< yanmaani> it's like malloc but with explicit swap handled by the OS
< sipa> you're welcome to try, but we're really talking about different layers
< sipa> the on-disk caching layer is a byte array
< yanmaani> No, I mean isntead of the RAM blob being used for in-ram caching
< sipa> there is no RAM blob
< sipa> there is an in-memory database, with expanded, efficient, data structures
< sipa> not serialized bytes
< yanmaani> Isn't the in-memory database in RAM????
< sipa> yes, but it's not a blob
< sipa> no need to yell
< yanmaani> It's several mallocs?
< sipa> yes
< yanmaani> so, wouldn't it make more sense to replace them with backed mmaps that you never flush? Then the OS would have a lot more liberty to optimize
< yanmaani> than if you force it into RAM
< sipa> seriouysly, you're welcome to try
< sipa> i've spent months on optizing that stuff
< sipa> it's a highly unusual design, but yes, based on the experiments we did back then, it works very well
< yanmaani> huh
< sipa> the unusual part is that the UTXOs really have a create-lookuponce-deleteimmediate cycle
< sipa> which is very strange for databases
< sipa> usual things aren't designed to take advantage of the degree to which looked up entries are immediately deleted
< sipa> (and they'll instead create some sort of log that contains the creation and deletion, which still get written to disk at flush time)
< sipa> by having an allocation per entry, you can just throw it away instantly when spent, and forget about its existence entirely
< sipa> if you have a few hundred MB or more of cache, it means most UTXOs never hit disk at all
< yanmaani> Wouldn't mmaps do this nearly as efficiently? Or is the OS too eager to flush changes?
< sipa> sigh
< sipa> you're talking about a different layer
< yanmaani> No, I mean that the malloc is replaced by a mmap
< yanmaani> And the mmap'd file is then treated like a RAM buffer of 8 GB
< sipa> then you'd get inconsistent state on disk in case of a crash
< yanmaani> Yeah, is that a problem?
< sipa> yes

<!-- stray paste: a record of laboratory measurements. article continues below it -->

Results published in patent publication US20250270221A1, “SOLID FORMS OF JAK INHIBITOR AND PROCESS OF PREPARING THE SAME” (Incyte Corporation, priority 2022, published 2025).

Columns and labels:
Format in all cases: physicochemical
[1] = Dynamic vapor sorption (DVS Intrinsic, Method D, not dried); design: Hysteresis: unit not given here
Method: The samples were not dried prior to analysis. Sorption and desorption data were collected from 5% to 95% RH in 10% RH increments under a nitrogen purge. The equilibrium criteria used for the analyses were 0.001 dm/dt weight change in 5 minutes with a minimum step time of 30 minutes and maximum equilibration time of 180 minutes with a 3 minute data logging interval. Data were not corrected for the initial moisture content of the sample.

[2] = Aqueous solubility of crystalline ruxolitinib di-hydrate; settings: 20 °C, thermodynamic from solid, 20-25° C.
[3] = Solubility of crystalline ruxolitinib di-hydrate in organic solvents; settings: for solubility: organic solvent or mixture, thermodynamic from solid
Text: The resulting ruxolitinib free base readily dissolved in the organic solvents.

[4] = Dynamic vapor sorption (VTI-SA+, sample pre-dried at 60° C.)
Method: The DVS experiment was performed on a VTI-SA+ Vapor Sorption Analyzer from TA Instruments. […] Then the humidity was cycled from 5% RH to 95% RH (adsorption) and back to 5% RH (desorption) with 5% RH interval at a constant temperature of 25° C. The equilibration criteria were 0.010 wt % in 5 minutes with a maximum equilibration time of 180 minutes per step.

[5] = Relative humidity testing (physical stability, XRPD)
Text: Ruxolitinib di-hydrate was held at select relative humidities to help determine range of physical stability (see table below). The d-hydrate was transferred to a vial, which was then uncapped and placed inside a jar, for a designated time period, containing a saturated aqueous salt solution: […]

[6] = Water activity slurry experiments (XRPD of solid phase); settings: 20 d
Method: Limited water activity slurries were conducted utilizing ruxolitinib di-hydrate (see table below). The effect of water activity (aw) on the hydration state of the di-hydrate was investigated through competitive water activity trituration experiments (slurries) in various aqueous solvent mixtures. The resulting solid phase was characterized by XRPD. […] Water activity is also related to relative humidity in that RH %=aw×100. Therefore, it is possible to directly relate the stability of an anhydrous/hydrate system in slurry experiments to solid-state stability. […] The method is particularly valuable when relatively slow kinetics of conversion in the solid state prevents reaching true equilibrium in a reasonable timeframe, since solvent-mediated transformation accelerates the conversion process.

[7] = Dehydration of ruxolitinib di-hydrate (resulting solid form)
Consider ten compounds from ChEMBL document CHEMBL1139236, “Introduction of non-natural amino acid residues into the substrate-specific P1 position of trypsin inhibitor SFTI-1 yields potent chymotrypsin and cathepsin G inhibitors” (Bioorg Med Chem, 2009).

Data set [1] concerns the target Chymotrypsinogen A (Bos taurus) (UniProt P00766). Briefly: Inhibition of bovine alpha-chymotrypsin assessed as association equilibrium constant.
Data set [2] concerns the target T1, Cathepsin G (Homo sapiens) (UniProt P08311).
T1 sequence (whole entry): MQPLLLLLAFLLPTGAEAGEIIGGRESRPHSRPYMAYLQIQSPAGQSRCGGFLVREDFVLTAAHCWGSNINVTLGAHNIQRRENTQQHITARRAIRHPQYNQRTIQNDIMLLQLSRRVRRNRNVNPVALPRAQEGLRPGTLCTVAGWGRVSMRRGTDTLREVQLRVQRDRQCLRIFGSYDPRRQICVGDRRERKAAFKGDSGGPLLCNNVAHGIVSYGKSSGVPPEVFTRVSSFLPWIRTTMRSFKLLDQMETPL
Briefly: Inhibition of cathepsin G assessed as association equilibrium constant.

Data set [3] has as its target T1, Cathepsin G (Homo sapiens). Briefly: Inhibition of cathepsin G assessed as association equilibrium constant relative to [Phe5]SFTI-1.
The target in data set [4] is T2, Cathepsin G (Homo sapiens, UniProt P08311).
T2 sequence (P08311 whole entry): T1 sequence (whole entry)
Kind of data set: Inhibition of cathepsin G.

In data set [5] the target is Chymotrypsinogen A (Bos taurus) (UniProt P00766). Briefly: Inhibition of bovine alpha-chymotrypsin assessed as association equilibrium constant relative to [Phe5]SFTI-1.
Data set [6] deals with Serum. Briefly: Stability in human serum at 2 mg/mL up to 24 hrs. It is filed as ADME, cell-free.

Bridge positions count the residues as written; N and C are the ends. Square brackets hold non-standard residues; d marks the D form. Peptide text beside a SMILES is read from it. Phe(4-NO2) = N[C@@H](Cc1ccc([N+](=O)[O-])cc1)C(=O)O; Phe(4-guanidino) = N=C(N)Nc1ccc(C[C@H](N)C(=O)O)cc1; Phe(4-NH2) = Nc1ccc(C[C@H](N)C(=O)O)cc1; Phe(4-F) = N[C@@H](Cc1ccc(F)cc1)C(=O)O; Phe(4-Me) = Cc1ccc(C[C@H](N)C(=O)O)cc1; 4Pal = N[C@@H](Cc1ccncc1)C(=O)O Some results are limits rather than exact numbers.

< yanmaani> Can't you just remove the UTXO state in case of a crash?
< yanmaani> at least during IBD
< sipa> and sync from scratch? :o
< yanmaani> if you make it fast enough it should be a gain on net
< yanmaani> and dropping ACID guarantees and giving it the MongoDB treatment seems like it would make things faster
< sipa> in pruned mode, you'd need to start over redownloading even
< yanmaani> yeah, that's true. For pruned mode, you'd need to make sure it was synced properly.
< yanmaani> Although if you're substituting malloc() for mmap() of a temporary file, isn't the persistence as good? "The synced stuff stays, the stuff in RAM doesn't"
< sipa> there is no guarantee that mmap flushing happens in the same order as writes
< sipa> is there?
< yanmaani> no
< yanmaani> if it crashes, your mmap will be garbage
< yanmaani> but if you're using it to substitute malloc it should be fine
< yanmaani> since there's no expectation malloc persists on crash
< sipa> ah, i see
< sipa> what advantages would this have? if used with the same cache size as you'd use now, it wouldn't be any faster or have other advantages i think
< sipa> it'd permit you to make a cache larger than your ram, which may or may not be better
< sipa> depending on how fast disk is etc
< yanmaani> If used with the same cache size as you have now, it's roughly identical, but uses less RAM/is more fair
< yanmaani> (OS can swap it out as it needs if there's a deficit of RAM)
< yanmaani> if used with the max cache size*
< sipa> that assumes the OS can predict better what's useful to have cached
< yanmaani> it has some caching algorithm on a block level, yes
< yanmaani> and users who are using zram/zswap will benefit from compression
< yanmaani> it'll avoid sync disk writes in the cases where cache is too small
< sipa> sure, but it doesn't know for example that after deleting some UTXO entry it's no longer useful to keep it around
< yanmaani> after deleting the utxo entry, the ram is filled with something else surely?
< yanmaani> (or it's never touched again, in which case the OS won't give it a very high priority)
< sipa> at some point, sure
< sipa> anyway, you're welcome to try and benchmark :)
< yanmaani> yeah. Where is the cache?
< yanmaani> i.e. what file
< yanmaani> is it src/index/*/
< sipa> CCoinsViewCache in src/coins.h
< yanmaani> right, thanks!
< luke-jr> mallocs can get swapped out too..
< yanmaani> Only if you have swap enabled
< yanmaani> Otherwise it'll go straight to thrashing
< yanmaani> With a file-backed mmap, it can flush the pages to disk without consuming your swap
< sipa> yanmaani: it would add I/O though, because the OS will start writing dirty pages from the mmap to disk, and then you'll read them again and write them again when flushing to the "real" database on disk
< sipa> though that wouldn't be I/O on the critical latency path
< yanmaani> yes, but so does normal thrashing